Country Artist Stuart Takes 'Horses' Reins

This appeared in Variety - January 19, 2001

Marty Stuart had been working on Billy Bob Thornton's debut album when, out of the blue, he was asked to take a look at "All the Pretty Horses," a Miramax/Columbia Pictures film starring Matt Damon and directed by Thornton. The request surprised Stuart, as he believed that Grammy-winning producer Daniel Lanois had recently finished the film's soundtrack.

"I had worked with Billy Bob on the score for a film called "Daddy and Them" (co-starring Laura Dern and set for release later this year), and one day he asked if I would consider contributing music to the film," says Stuart, himself a three-time Grammy-winning country music artist. "He said he was having some trouble with Miramax accepting Daniel's music and wanted me to add my music while trying to keep some of Daniel's."

Expecting to merely add a handful of songs or cues to a largely finished soundtrack created by Lanois, Stuart wound up musically reinventing the wheel, writing songs and score for the entire film. (Just two Lanois-penned tracks remain on the final soundtrack, which comprises 25 cues and songs.)

As Stuart, along with collaborators Kristin Wilkinson and Larry Paxton, set about creating the music, they hoped it would help tell the tale of a young cowboy who travels from Texas to Mexico and experiences life and love in a strange land.

"I knew it had to be unique and classic at the same time in order to do such a familiar and well-told story," Stuart recalls. "I didn't want the music to be stereotypical and twangy, like Country Music 101. But it also needed to be true to the film Billy Bob created."

Even Miramax chief Harvey Weinstein offered his thoughts. "He suggested it be classic Hollywood music, like from Elmer Bernstein, complete with that grand score," Stuart recalls.

Since "horses" was only Stuart's fourth film assignment, he was open to suggestions. But he also had his own take: "I thought, 'How about John Ford with mushrooms in his pocket,' " Stuart says with a chuckle. "There were moments that needed absolute grandness, a big score, and other times it was quirky or just campfire music."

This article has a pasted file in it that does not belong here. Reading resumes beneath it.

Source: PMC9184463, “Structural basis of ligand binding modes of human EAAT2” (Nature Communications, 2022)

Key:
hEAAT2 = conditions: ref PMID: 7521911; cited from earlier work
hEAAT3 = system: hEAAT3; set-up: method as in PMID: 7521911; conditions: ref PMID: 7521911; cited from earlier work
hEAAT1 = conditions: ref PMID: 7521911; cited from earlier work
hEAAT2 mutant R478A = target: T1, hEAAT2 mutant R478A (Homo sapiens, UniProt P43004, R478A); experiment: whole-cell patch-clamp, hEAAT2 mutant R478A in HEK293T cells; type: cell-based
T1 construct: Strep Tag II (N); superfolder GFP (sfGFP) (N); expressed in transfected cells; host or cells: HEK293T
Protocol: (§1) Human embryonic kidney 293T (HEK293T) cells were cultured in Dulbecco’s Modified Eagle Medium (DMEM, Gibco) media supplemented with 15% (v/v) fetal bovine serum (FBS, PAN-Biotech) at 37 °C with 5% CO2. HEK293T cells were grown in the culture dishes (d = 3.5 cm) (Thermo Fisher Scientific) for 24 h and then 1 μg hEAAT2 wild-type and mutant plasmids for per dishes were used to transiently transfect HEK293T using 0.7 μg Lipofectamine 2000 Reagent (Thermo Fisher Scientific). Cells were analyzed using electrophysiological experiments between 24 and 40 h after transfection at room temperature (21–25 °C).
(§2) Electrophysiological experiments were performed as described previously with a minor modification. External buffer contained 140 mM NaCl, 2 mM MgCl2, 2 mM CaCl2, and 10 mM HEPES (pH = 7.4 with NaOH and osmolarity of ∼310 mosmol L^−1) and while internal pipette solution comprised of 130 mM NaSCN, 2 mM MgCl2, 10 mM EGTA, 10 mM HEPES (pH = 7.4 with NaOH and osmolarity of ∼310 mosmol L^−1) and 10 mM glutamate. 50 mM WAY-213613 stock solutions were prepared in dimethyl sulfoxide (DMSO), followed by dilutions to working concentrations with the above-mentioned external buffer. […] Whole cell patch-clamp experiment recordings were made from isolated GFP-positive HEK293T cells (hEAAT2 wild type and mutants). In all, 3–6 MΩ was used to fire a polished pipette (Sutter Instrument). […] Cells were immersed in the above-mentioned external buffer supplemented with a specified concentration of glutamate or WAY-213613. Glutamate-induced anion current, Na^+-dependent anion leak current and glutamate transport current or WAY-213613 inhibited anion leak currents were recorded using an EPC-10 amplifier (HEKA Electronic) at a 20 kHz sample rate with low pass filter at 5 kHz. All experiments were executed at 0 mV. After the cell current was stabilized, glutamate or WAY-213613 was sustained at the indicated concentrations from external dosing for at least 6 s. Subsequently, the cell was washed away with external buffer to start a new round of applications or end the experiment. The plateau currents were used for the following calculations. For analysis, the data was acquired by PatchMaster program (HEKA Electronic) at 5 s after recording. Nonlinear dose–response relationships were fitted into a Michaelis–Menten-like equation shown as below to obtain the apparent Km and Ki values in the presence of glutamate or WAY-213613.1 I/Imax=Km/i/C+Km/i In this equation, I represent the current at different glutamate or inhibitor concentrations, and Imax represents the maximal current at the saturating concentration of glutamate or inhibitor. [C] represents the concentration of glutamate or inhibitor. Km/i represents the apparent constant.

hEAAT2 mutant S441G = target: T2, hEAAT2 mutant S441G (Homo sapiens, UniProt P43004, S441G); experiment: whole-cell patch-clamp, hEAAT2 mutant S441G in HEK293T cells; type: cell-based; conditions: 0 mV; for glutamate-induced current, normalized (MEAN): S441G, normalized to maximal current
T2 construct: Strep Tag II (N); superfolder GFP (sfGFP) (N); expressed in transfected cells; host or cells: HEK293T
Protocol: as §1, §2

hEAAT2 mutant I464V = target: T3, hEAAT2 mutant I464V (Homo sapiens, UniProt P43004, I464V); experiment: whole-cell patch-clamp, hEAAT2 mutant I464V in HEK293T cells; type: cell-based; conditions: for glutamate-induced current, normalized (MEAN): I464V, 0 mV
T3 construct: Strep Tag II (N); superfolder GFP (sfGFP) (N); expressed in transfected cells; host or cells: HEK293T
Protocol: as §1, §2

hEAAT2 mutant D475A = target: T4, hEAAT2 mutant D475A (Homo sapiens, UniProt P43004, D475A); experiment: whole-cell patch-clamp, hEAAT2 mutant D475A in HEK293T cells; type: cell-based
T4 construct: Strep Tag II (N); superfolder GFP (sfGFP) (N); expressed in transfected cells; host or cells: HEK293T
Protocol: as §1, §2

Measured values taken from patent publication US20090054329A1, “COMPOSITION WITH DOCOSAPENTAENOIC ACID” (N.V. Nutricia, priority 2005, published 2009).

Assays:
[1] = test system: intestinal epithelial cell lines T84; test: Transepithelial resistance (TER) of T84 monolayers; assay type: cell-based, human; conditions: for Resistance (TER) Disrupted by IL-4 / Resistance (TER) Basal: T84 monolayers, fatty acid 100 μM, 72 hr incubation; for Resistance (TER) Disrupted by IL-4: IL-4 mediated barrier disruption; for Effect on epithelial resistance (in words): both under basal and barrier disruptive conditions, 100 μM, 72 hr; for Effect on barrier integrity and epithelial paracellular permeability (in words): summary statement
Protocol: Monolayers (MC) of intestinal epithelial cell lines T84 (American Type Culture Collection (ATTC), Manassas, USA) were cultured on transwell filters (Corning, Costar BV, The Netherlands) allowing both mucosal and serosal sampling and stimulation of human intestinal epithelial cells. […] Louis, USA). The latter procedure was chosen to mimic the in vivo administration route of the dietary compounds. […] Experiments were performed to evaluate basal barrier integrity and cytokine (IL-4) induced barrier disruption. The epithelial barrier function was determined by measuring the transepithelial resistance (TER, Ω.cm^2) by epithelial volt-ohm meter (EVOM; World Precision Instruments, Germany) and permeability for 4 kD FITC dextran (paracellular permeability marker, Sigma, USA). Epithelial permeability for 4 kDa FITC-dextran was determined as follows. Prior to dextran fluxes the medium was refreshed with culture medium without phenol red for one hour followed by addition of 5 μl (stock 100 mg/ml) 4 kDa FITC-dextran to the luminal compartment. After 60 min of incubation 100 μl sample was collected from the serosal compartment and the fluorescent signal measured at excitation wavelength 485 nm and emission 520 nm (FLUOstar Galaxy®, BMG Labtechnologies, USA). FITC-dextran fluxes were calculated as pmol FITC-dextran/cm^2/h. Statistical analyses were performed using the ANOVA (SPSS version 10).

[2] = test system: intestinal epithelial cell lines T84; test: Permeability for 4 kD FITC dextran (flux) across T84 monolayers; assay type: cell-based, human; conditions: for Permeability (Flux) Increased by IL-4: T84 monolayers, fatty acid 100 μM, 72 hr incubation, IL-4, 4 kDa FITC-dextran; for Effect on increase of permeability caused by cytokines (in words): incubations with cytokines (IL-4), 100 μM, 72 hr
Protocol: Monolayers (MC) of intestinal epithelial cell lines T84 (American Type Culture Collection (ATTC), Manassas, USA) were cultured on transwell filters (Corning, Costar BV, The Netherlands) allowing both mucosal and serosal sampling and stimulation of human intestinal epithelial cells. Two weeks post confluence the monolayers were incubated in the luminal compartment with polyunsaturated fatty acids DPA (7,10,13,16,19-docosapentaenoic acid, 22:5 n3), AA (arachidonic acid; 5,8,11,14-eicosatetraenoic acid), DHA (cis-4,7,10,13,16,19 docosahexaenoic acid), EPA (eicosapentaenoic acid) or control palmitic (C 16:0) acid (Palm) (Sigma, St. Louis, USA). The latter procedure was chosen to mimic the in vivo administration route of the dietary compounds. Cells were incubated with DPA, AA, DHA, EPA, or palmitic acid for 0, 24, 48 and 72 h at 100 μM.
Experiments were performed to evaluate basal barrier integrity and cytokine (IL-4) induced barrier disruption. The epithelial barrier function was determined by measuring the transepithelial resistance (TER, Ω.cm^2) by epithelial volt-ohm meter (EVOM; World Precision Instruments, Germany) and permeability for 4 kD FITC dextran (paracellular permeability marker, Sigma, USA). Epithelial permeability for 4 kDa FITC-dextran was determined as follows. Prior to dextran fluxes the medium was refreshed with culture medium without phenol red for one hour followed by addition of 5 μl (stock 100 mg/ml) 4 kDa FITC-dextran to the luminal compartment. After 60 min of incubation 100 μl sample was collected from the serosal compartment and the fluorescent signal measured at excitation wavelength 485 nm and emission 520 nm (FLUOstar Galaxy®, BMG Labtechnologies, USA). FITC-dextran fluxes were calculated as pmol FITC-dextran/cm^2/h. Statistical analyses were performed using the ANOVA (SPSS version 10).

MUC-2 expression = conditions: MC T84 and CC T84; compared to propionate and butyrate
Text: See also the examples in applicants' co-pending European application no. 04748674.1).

The effort paid off. Stuart and his team were nominated for a Golden Globe Award for original score in a motion picture, the film's solo nom from the Hollywood Foreign Press Association.

"When I look at that (nominations) list, I think, 'Man, you're kidding.' Look who's on that thing." Stuart is competing in the category with such film music legends as Hans Zimmer (co-scorer, "Gladiator"), Tan Dun ("Crouching Tiger, Hidden Dragon"), Maurice Jarre ("Sunshine") and Ennio Morricone ("Malena").

Stuart, who recently put his 28 years of high-octaine performances on hiatus to write and produce for himself and other artists, will regroup with Thornton in the coming months to finish recording the actor's studio album.

"We really struck paydirt," Stuart enthuses about the session he had with Thornton last year. "It was like Leonard Cohen with a beat, Southern Gothic, yet mysterious and accessible. I'm looking forward to getting back into it. Billy Bob's got great musical instincts and folks are going to be pleasantly surprised when they hear it."

By Adam Sandler

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